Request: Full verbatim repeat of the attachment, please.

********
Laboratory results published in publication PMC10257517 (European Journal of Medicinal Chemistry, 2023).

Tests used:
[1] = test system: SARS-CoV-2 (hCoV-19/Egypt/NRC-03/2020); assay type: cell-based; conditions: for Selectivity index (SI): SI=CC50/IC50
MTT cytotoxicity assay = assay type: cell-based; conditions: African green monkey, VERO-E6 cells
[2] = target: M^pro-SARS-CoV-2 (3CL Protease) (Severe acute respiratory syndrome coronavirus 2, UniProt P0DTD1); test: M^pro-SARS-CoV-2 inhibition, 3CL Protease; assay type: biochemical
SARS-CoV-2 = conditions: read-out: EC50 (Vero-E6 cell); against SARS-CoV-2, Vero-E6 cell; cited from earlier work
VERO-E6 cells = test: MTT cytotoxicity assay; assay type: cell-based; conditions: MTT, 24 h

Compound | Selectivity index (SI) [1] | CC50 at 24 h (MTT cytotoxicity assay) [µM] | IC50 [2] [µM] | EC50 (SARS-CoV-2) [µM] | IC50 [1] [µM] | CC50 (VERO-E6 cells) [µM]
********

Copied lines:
Laboratory results published in publication PMC10257517 (European Journal of Medicinal Chemistry, 2023).

Tests used:
[1] = test system: SARS-CoV-2 (hCoV-19/Egypt/NRC-03/2020); assay type: cell-based; conditions: for Selectivity index (SI): SI=CC50/IC50
MTT cytotoxicity assay = assay type: cell-based; conditions: African green monkey, VERO-E6 cells
[2] = target: M^pro-SARS-CoV-2 (3CL Protease) (Severe acute respiratory syndrome coronavirus 2, UniProt P0DTD1); test: M^pro-SARS-CoV-2 inhibition, 3CL Protease; assay type: biochemical
SARS-CoV-2 = conditions: read-out: EC50 (Vero-E6 cell); against SARS-CoV-2, Vero-E6 cell; cited from earlier work
VERO-E6 cells = test: MTT cytotoxicity assay; assay type: cell-based; conditions: MTT, 24 h

Compound | Selectivity index (SI) [1] | CC50 at 24 h (MTT cytotoxicity assay) [µM] | IC50 [2] [µM] | EC50 (SARS-CoV-2) [µM] | IC50 [1] [µM] | CC50 (VERO-E6 cells) [µM]